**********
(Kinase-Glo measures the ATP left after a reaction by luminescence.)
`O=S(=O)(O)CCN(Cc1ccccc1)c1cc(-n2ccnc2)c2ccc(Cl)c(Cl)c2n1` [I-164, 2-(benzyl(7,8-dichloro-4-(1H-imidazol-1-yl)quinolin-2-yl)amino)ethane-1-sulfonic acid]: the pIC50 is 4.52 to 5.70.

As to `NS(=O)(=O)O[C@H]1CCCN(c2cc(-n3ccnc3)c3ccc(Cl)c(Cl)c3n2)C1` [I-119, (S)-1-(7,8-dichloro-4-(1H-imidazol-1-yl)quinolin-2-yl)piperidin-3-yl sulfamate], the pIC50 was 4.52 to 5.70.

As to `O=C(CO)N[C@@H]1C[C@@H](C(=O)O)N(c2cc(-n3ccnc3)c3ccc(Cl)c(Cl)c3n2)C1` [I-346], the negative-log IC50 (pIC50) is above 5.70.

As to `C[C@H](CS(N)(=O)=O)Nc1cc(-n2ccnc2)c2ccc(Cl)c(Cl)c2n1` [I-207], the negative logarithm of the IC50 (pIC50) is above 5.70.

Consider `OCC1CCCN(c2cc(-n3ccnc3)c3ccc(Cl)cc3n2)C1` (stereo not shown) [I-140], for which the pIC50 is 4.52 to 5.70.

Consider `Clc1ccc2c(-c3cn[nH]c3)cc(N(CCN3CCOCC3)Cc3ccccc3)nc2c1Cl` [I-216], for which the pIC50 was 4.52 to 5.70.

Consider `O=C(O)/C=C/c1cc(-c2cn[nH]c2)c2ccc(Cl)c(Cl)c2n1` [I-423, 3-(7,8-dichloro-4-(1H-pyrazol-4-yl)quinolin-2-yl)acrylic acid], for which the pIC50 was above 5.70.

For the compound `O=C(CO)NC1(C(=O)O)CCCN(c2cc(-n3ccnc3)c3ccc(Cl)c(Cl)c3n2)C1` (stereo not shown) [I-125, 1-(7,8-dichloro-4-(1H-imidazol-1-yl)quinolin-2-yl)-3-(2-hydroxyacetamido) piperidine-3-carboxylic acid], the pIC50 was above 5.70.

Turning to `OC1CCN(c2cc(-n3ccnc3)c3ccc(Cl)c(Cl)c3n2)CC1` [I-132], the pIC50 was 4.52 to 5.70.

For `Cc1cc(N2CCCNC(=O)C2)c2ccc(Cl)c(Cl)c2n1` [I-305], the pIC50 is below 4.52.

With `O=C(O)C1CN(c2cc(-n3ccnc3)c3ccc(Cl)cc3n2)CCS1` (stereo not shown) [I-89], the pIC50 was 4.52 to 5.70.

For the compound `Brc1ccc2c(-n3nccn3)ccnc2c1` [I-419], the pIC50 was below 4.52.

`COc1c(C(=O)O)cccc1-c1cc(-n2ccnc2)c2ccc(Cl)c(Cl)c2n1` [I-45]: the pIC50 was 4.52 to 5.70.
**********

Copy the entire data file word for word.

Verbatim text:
(Kinase-Glo measures the ATP left after a reaction by luminescence.)
`O=S(=O)(O)CCN(Cc1ccccc1)c1cc(-n2ccnc2)c2ccc(Cl)c(Cl)c2n1` [I-164, 2-(benzyl(7,8-dichloro-4-(1H-imidazol-1-yl)quinolin-2-yl)amino)ethane-1-sulfonic acid]: the pIC50 is 4.52 to 5.70.

As to `NS(=O)(=O)O[C@H]1CCCN(c2cc(-n3ccnc3)c3ccc(Cl)c(Cl)c3n2)C1` [I-119, (S)-1-(7,8-dichloro-4-(1H-imidazol-1-yl)quinolin-2-yl)piperidin-3-yl sulfamate], the pIC50 was 4.52 to 5.70.

As to `O=C(CO)N[C@@H]1C[C@@H](C(=O)O)N(c2cc(-n3ccnc3)c3ccc(Cl)c(Cl)c3n2)C1` [I-346], the negative-log IC50 (pIC50) is above 5.70.

As to `C[C@H](CS(N)(=O)=O)Nc1cc(-n2ccnc2)c2ccc(Cl)c(Cl)c2n1` [I-207], the negative logarithm of the IC50 (pIC50) is above 5.70.

Consider `OCC1CCCN(c2cc(-n3ccnc3)c3ccc(Cl)cc3n2)C1` (stereo not shown) [I-140], for which the pIC50 is 4.52 to 5.70.

Consider `Clc1ccc2c(-c3cn[nH]c3)cc(N(CCN3CCOCC3)Cc3ccccc3)nc2c1Cl` [I-216], for which the pIC50 was 4.52 to 5.70.

Consider `O=C(O)/C=C/c1cc(-c2cn[nH]c2)c2ccc(Cl)c(Cl)c2n1` [I-423, 3-(7,8-dichloro-4-(1H-pyrazol-4-yl)quinolin-2-yl)acrylic acid], for which the pIC50 was above 5.70.

For the compound `O=C(CO)NC1(C(=O)O)CCCN(c2cc(-n3ccnc3)c3ccc(Cl)c(Cl)c3n2)C1` (stereo not shown) [I-125, 1-(7,8-dichloro-4-(1H-imidazol-1-yl)quinolin-2-yl)-3-(2-hydroxyacetamido) piperidine-3-carboxylic acid], the pIC50 was above 5.70.

Turning to `OC1CCN(c2cc(-n3ccnc3)c3ccc(Cl)c(Cl)c3n2)CC1` [I-132], the pIC50 was 4.52 to 5.70.

For `Cc1cc(N2CCCNC(=O)C2)c2ccc(Cl)c(Cl)c2n1` [I-305], the pIC50 is below 4.52.

With `O=C(O)C1CN(c2cc(-n3ccnc3)c3ccc(Cl)cc3n2)CCS1` (stereo not shown) [I-89], the pIC50 was 4.52 to 5.70.

For the compound `Brc1ccc2c(-n3nccn3)ccnc2c1` [I-419], the pIC50 was below 4.52.

`COc1c(C(=O)O)cccc1-c1cc(-n2ccnc2)c2ccc(Cl)c(Cl)c2n1` [I-45]: the pIC50 was 4.52 to 5.70.